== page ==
Vanderburgh, Clarence 1885 - 1904
Posted By: Doris Hoffman, Volunteer (email)
Date: 1/11/2011 at 18:24:27
GUN DEALS INSTANT DEATH.
Clarence Vanderburgh Accidentally Killed by a Full Charge While Duck Hunting.
A sad and shocking accident occurred Monday, March 21, on the Big Sioux River, at a point on the Jefferson, S. D., road, where the bridge spans the river, resulting in the death of Clarence Vanderburg, aged 18 years.
Emil Johnson and Basil Cook, two young men living near Millnerville went to the Big Sioux River on Monday to shoot ducks. They met young Vanderburg whose folks formerly lived at Millnerville, but recently moved across the river into South Dakota. The boys ate dinner at the Vanderburg home, and the three of them rowed up the river to a sand bar shortly afterwards. They anchored the boat on the sandbar; Johnson got out of the boat first and Vanderburg stopped out after him and Cook remained seated in the stern of the boat. Young Vanderburg after getting out of the boat, stopped in again with one foot; stooping over to reach one of the guns saying at the time to Johnson, "you want your gun, don't you?" He grabbed the gun by the barrels and the trigger caught against the side of the boat. The whole charge of shot struck Clarence on the left side of the face "near the eye, shattering his head and face to pieces. With a groan he dropped dead.
His comrades were awe stricken at the terrible catastrophe for a few minutes, hardly realizing what had happened. One of them remained with their dead comrade while the other, rowed to the river bank and landing ran to toll the family of the accident and to summon assistance to convey the body home. The tragedy has cast a gloom over the neighborhood as the boy was well known and liked.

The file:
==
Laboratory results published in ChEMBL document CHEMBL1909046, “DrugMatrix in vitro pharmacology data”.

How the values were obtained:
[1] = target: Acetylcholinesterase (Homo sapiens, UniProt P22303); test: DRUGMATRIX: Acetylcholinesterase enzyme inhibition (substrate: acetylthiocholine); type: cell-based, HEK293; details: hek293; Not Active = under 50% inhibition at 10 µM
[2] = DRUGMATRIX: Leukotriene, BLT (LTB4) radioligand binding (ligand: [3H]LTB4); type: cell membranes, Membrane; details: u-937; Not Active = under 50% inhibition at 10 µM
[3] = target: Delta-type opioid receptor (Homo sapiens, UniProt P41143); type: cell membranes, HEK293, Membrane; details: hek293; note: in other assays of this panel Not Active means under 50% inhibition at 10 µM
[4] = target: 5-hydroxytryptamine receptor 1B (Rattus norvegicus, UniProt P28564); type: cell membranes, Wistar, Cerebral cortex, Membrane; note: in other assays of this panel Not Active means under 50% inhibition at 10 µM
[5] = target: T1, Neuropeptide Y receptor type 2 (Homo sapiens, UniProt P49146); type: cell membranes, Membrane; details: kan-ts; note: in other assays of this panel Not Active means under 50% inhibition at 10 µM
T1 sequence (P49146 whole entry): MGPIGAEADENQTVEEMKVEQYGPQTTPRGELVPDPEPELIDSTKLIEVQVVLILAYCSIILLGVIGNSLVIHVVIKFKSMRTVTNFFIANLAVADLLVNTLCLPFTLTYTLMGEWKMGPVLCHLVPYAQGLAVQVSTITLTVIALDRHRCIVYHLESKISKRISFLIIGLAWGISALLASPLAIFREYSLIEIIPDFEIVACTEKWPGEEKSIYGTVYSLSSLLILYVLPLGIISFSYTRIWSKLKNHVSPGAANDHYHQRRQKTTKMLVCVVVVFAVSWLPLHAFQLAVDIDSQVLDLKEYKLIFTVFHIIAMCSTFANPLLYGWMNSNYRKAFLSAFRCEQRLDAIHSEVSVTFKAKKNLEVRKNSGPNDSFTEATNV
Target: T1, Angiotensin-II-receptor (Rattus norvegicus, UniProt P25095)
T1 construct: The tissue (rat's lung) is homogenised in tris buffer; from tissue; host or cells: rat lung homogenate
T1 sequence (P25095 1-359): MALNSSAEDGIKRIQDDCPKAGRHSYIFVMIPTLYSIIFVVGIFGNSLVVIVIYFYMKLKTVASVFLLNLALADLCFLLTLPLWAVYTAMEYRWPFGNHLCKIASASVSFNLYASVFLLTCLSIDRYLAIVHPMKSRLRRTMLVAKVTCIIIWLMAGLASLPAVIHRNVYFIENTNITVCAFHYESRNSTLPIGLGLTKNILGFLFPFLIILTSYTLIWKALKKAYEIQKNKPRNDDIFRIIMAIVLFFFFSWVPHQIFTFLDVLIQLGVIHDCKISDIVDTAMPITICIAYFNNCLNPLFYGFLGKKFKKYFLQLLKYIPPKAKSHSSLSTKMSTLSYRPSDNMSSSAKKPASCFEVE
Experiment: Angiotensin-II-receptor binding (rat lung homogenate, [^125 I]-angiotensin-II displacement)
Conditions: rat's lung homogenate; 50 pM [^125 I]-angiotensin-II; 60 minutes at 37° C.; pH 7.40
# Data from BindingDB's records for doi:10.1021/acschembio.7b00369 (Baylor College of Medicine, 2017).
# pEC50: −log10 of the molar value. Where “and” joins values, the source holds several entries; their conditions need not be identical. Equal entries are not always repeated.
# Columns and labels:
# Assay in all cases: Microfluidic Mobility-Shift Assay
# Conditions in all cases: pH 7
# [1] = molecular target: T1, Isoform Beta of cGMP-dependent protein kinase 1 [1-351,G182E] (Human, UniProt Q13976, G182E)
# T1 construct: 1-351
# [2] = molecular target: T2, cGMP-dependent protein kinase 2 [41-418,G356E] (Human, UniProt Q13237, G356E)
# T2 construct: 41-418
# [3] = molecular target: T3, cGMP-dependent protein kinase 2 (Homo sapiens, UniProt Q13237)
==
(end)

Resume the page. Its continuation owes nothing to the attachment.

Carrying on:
What makes his death the more particularly sad is the fact that he was the only son of the family, he and a crippled sister Bertha being the only children.
The funeral was held Wednesday at the family home at 9 o'clock, a. m., Rev. Frank L. Moore, pastor of the Akron M. E. church officiating, After services the large concourse of friends went to the Bethel chapel, where services wore hold. This construction was overflowing with many sympathetic friends from every point and many had to be turned away. Rev. Moore spoke very impressively of the brief span of life and the nearness of death always coming nearer and never farther away. The tear dimmed eyes and the trembling lips of the large concourse of friends who had gathered to take a last look at the face of him we all loved, spoke volumes for the esteem in which he was held Forty-seven teams followed the beloved to the Adaville cemetery where he was laid to rest. To the bereaved father and mother we tender all that human hearts can offer of heartfelt sympathy.
Leaves have their time to fade and flowers to wither at the north winds breath. But all thou hast all seasons for thine own, O! death. Youth and opening rose, may look like things too glorious for decay. And smile at thou, but thou art not of those that wait the ripened bloom to seize their prey.
Clarence has gone from our circle. Always in our future gatherings he will be sadly missed. His departure has left u vacancy that never can be filled. His father and mother when some eighteen years ago they gazed proudly and fondly into their beautiful baby boy's eyes and in the quiet evening tide lovingly planned his future, little dreamed that their hearts pride was to be cut off in the flower of his opening manhood. His only sister Bertha, may well grieve the loss of a loving brother, but take heart he has only gone before. With sinking hearts and flowing tears, dear Clarence, we bid you a lingering farewell.
Akron Register Tribune
Thursday, March 31, 1904
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